from the station to district i, respectively
Wj i=l ,...,6: the total water quantity of well irrigation which can be applied
in district i, respectively
Some variables, used in the model, are shown as follows:
Xi,
i
X2.
i =
= 1,...,6: the quantity of water distributed to each district i
l,..., 6: the ratio of water distributed into wheat field to total area in
’ district i
X3; i = 1,. . .,6: the ratio of irrigated area to the total area in wheat field of
district i
station
16: six districts
/
I
LID
1
2
Fig. 1. Sketch map of shiJing irrigation networks.
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Y.M. Chen /Computers and Electronics in Agriculture 18 (1997) 117127
x,
i= 1,. . .,6: the ratio of irrigated area to the total area in cotton field of
district i
i=l ,. . .,6: the economic profit of district i, respectively
the total economic profit of six districts
Ei
E
The model about irrigation
follows:
optimization
for economic
profit is expressed as
6
E= CE,
i=l
Ei =‘((x’kJs;3T)
Gq
+
Rsjx3,
w,>(l

+f(“)RiSi(l

x3i>
&J
C1
(l


)six4i
+
g(“)(l

Ri)siC1

x4i)
KISiXdi
with a constraint
*1
“<Q
j=lc 1 Li
In the first formula the total economic profit equals the sum of economic profit
of each district.
In the second formula the economic profit of every district equals the economic
profit in the irrigated area plus the economic profit in the unirrigated area minus
the cost of water, and f(x) and g(x) above are the economic profit function of
wheat and cotton respectively when x is the irrigated water quantity per unit area.
According to the analysis of statistical data in previous years, f(x) and g(x) are
approximately a quadratic curve. In addition, j(O) and g(0) are the economic profit
of the unirrigated area in the wheat field and cotton field (see Fig. 2).
Thus, these economic profit functions can be regarded as the fitness function in
the genetic algorithm.
4. Gasbased irrigation
optimization
Through the analysis of the irrigation optimization problem, it can be found that
the search space of the irrigation optimization model is very large, which involves
24 variables (six districts, and there are four variables in each district). The
conventional GA appears to be incompetent in actual operation when confronted
Y.M.
Chen /Computers
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Yield
4
Fig. 2. Economic profit functions.
by so many variables. The direct use of conventional crossover will cause a slow
increase in the numbers of the strings which involves useful information in every
generation and slow convergence in the process of searching optimum solutions” In
order to reduce the searching time and the complexity of the problem, the selection
of a good initial population becomes much more important. The initial population
which involves sufficient information and uniform distribution will be in favor of
the better resolution. So, the whole problem will be divided into six local subproblems where it is assumed that only the local irrigation management will be
considered. After these local optimum solutions are obtained, they will be included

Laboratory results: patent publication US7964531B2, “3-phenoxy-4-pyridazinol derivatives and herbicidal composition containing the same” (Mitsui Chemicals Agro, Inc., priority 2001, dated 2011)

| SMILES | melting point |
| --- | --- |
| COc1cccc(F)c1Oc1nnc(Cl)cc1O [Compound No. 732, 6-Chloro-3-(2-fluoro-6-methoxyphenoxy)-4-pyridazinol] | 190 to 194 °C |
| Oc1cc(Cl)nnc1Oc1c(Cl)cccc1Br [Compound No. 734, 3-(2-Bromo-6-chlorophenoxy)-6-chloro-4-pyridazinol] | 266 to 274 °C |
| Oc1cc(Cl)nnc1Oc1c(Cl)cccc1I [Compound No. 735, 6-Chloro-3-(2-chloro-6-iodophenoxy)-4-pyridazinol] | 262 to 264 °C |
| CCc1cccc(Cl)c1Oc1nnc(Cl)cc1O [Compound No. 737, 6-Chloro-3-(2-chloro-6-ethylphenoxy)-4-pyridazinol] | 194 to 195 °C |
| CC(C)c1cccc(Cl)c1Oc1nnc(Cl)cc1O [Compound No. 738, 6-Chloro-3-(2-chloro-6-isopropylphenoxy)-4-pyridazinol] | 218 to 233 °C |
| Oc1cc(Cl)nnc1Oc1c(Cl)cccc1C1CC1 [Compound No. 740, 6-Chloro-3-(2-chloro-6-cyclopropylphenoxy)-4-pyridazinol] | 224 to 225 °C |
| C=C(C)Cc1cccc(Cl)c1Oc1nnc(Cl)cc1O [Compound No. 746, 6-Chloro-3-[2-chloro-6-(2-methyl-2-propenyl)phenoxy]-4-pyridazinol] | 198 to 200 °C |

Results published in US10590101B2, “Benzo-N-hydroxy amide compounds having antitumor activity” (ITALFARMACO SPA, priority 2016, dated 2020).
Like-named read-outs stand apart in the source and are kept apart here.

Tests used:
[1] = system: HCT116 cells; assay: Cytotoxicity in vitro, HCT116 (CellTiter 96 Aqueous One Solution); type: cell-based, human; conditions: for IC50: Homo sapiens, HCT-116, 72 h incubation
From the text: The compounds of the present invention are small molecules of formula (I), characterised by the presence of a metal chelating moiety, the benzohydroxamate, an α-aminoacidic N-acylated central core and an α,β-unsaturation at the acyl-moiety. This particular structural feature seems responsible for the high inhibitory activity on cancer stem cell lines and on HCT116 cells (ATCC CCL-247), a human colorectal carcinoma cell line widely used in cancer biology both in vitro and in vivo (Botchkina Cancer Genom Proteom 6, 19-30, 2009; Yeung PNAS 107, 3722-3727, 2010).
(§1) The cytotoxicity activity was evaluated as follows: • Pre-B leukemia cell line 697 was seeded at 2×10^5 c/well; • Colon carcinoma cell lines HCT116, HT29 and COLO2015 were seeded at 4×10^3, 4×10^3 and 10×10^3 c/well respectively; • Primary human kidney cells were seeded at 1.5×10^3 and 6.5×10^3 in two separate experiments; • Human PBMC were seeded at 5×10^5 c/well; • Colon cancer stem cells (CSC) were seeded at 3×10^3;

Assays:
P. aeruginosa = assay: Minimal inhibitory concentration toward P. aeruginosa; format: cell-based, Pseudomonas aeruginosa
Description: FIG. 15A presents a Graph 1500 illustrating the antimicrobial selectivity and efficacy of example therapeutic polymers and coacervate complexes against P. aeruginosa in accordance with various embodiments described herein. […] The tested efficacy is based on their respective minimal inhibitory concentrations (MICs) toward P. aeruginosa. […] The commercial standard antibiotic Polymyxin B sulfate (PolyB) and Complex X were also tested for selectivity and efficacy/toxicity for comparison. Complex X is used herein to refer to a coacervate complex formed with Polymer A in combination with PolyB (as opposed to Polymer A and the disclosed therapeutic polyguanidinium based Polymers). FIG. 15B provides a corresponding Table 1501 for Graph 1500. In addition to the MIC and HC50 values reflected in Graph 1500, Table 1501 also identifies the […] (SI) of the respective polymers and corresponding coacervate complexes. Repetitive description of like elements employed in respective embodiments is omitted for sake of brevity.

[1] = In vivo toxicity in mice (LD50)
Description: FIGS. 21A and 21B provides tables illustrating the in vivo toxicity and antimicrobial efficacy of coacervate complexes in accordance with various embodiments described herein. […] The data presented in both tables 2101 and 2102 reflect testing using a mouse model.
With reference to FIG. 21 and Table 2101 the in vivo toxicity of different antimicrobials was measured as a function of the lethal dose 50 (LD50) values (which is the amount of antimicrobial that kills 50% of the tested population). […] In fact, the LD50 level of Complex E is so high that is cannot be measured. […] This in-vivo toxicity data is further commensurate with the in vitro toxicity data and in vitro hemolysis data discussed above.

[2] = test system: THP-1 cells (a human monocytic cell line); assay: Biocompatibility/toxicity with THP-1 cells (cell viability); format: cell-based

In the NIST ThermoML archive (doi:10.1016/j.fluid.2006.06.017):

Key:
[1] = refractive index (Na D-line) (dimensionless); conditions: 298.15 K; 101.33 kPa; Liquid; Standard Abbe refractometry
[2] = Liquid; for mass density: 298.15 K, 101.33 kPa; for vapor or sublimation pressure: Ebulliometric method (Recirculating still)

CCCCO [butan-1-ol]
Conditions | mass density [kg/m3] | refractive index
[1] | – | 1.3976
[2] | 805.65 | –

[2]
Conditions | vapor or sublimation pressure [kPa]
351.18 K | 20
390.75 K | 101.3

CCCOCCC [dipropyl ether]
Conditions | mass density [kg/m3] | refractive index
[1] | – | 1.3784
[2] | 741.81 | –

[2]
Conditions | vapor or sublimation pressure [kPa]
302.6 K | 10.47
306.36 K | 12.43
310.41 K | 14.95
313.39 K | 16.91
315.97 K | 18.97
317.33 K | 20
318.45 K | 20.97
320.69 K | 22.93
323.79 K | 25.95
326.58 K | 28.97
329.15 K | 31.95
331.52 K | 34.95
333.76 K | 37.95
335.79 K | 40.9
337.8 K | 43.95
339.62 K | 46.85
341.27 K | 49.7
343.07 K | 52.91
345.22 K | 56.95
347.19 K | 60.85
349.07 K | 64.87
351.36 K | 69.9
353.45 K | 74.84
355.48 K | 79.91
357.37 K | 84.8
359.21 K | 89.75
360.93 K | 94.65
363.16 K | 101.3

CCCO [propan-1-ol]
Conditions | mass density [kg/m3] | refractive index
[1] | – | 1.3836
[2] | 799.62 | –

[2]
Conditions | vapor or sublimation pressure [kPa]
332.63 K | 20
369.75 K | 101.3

in the initial population.
4.1. Local irrigation optimization problem
Tn the optimization
of local irrigation management, the respective econiomic
profit function will be regarded as their fitness function. Then the genetic algorithms are used to solve these local irrigation optimization problems. But instead
of directly using the simple genetic algorithm, the conventional genetic algorithms
are improved by a number of steps to fit this kind of problem. The approaches
which are called sequence crossover and homocrossover will be introduced.
Suppose the district i will be considered. The first stage of GA is establishin,g the
initial population of the problems.
(a) A total of ,V experience values of previous years, each are represented as (X1(,
X,, X3, and X,), are selected to form initial population of the local optimization
problem, searching can begin with this population.
(b) When the initial population is obtained, each decision variable XI.: X2,, XSl
and X4, in the initial population is coded as a unsigned binary string with length
Lh:, i = 1, 2, 3 and 4, respectively. The solution strings are constructed to link all
the coded variables together. The length of the solution string is Cq= 1 LN,. Thus,
the solution set that includes 2 C:= I LN, possible solutions is obtained.
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After the preparatory steps of the genetic algorithm, the main searching procedure can be going with the three operators: reproduction, crossover and mutation.
4.1.1. Reproduction
Reproduction begins from initial population. According to their objective function values (E,), reproduction is a process in which each string is copied, and strings
with higher fitness value have higher probability contributing one or more offspring
in the new population. For example: Let String 1 and String 2 be the two members
of the initial population; Fl is the fitness of String 1; F2 is the fitness of String 2; n,
is the offspring number of String 1; n, is the offspring number of String 2, then in
the population after reproduction, the distributing of the strings comply with the
ratio: